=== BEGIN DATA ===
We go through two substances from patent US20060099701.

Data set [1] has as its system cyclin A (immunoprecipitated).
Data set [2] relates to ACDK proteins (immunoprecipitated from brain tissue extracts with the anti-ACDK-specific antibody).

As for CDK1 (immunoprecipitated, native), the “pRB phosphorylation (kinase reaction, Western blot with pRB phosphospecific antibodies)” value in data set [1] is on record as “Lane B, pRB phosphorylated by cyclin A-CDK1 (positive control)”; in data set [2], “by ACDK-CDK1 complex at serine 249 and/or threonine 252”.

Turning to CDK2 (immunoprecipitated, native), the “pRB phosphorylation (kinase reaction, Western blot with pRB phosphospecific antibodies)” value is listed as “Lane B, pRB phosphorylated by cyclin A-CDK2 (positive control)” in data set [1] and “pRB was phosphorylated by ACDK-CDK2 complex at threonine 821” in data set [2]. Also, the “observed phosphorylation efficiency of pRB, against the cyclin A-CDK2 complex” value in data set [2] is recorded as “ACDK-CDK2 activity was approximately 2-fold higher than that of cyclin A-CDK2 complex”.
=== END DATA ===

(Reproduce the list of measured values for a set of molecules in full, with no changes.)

We go through two substances from patent US20060099701.

Data set [1] has as its system cyclin A (immunoprecipitated).
Data set [2] relates to ACDK proteins (immunoprecipitated from brain tissue extracts with the anti-ACDK-specific antibody).

As for CDK1 (immunoprecipitated, native), the “pRB phosphorylation (kinase reaction, Western blot with pRB phosphospecific antibodies)” value in data set [1] is on record as “Lane B, pRB phosphorylated by cyclin A-CDK1 (positive control)”; in data set [2], “by ACDK-CDK1 complex at serine 249 and/or threonine 252”.

Turning to CDK2 (immunoprecipitated, native), the “pRB phosphorylation (kinase reaction, Western blot with pRB phosphospecific antibodies)” value is listed as “Lane B, pRB phosphorylated by cyclin A-CDK2 (positive control)” in data set [1] and “pRB was phosphorylated by ACDK-CDK2 complex at threonine 821” in data set [2]. Also, the “observed phosphorylation efficiency of pRB, against the cyclin A-CDK2 complex” value in data set [2] is recorded as “ACDK-CDK2 activity was approximately 2-fold higher than that of cyclin A-CDK2 complex”.